Plan set out for Sports Academy

Final planning for the New Zealand Academy of Sport, South Island, to move to the Forsyth Barr Stadium site in Dunedin could begin within weeks, and building could start soon after next year's Rugby World Cup.

While the proposal was still in a feasibility stage, academy chief executive Kereyn Smith said yesterday the organisation hoped for a two-storey building at the northeast corner of the stadium, either connected or with easy access to the stadium.

The $3.8 million project hinges on a resource consent decision for demolition of three bays of the former art gallery at Logan Park, a decision that could be announced this week.

Dunedin City councillor Paul Hudson said early plans for the move were "sitting there, waiting" for the decision.

On May 31, the council approved a plan to develop facilities for the academy at the stadium site.

Ms Smith, who is on the Highlanders board and is a trustee of the Carisbrook Stadium Trust, said at the time the academy had conceptual plans for a building of about 1200sq m at the northeast corner of the stadium.

From there, it would be able to use the free areas at the east end of the stadium, and the field itself, for the more than 20 codes and 250 athletes it worked with, making the roofed stadium a high-performance hub.

She said yesterday initial thinking was for a gymnasium and weights area on the ground floor, and services on the first floor.

There was not "a whole heap" of extra space, and the footprint available was challenging, but the academy hoped the proposal would allow it to make use of the northeast stand at the stadium.

The city agreed to provide the academy with a headquarters when Dunedin was picked as its South Island home.

The academy's move from its home at the former art gallery has been on the agenda since 2005, under the council's $15.7 million Logan Park redevelopment plan.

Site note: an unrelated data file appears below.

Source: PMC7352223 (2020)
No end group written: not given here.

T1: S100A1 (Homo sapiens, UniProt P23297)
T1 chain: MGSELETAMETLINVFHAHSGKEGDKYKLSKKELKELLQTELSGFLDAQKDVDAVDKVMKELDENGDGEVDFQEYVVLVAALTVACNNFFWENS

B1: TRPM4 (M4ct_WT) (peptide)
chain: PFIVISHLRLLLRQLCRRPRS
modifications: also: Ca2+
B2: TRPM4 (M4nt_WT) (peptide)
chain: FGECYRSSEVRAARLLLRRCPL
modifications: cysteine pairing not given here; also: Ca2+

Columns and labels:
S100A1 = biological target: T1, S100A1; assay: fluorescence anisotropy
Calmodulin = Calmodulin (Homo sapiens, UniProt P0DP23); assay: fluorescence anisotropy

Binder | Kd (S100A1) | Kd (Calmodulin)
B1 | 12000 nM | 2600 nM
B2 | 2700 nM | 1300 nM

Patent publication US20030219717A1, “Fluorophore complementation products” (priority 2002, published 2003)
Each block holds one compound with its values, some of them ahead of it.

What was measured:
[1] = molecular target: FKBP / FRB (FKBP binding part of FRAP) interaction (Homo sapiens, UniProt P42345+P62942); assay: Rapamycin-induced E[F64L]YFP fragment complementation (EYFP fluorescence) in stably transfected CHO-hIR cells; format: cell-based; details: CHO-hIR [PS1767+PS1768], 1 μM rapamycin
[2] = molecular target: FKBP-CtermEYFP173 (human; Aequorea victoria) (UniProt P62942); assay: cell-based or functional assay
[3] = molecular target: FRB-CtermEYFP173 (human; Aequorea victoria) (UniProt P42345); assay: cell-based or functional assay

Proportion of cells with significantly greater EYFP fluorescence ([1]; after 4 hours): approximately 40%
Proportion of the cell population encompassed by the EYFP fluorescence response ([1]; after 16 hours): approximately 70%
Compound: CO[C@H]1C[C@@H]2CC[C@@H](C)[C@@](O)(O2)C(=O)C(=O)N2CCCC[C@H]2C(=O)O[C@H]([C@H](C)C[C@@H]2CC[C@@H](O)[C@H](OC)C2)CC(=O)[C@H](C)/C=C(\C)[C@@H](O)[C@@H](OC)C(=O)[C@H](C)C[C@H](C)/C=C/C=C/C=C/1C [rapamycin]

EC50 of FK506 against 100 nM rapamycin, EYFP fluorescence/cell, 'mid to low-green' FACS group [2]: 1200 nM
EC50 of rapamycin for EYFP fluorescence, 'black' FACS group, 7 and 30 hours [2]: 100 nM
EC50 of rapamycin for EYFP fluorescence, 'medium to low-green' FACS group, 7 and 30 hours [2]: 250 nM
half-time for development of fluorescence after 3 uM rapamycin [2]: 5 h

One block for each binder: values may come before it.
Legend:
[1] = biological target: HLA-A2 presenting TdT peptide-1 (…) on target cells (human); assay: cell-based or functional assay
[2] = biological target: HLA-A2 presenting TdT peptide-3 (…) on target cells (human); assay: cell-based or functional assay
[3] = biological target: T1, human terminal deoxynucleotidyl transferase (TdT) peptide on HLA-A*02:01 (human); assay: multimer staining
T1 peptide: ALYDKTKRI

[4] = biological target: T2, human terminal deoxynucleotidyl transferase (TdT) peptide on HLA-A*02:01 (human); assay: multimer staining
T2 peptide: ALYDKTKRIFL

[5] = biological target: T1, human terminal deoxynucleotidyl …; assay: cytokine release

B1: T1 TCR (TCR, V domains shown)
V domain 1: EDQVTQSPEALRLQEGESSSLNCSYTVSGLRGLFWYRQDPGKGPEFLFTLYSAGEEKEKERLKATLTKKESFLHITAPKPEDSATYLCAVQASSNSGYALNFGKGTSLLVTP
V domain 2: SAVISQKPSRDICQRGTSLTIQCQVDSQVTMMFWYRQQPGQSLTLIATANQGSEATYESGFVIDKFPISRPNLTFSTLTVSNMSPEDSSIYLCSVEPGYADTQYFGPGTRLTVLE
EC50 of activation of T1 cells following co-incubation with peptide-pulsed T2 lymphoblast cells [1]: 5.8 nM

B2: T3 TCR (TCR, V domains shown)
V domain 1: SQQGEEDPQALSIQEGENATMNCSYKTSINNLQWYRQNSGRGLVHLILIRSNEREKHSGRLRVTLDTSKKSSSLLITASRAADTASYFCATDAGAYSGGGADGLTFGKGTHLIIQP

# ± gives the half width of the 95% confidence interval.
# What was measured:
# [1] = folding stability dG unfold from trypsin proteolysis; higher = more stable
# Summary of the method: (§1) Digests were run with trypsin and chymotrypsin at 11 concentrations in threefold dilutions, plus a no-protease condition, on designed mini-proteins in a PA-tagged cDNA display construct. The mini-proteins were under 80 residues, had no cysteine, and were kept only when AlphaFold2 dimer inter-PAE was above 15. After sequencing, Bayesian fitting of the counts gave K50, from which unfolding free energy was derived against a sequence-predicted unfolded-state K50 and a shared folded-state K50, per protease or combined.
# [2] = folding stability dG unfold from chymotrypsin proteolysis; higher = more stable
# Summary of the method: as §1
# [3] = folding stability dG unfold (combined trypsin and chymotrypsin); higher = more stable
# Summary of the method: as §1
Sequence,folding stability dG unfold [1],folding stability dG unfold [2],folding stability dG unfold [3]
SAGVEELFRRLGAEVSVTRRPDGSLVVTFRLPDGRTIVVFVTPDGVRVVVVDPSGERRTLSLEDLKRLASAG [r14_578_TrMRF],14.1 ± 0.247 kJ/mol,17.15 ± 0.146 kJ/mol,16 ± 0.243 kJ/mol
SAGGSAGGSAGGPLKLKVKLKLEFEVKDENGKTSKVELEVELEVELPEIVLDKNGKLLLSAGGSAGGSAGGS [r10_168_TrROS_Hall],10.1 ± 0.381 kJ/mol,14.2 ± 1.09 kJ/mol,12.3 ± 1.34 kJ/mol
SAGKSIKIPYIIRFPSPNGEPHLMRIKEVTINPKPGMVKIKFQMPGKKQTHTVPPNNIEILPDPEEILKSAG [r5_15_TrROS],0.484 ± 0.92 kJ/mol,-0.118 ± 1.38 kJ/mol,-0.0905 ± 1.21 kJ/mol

The money to pay for it would come from that budget.

The redevelopment was shelved while the stadium was developed, but now it was going ahead, the working party dealing with it had been back working on the issue for the last two months, Cr Hudson said.

The working party had met users of Logan Park to get their input on the redevelopment.

The Otago Rugby Football Union last week moved from its training base in the former art gallery to a nearby prefabricated building, but the academy was expected to stay until a new base had been completed.

"We're targeting a move for the academy to start immediately after the world cup," Cr Hudson said.

A final decision on the move required discussion with the Carisbrook Stadium Trust and Dunedin Venues Management Ltd, as those organisations were in charge of the stadium.

Final designs for any building, and fundraising, would begin soon after the resource consent decision, and appeal period, if the demolition was approved.

A report on the issue would go to the council community development committee, with its timing also depending on the consent decision, Cr Hudson said.

Ms Smith said the academy hoped to be able to stay in the building while demolition work was under way.

The resource consent committee of commissioners Allan Cubitt (chairman), David Benson-Pope and Cr Colin Weatherall will meet today, after earlier requesting additional information on how the building would look if the three bays earmarked for demolition were removed.

A decision is expected after that.

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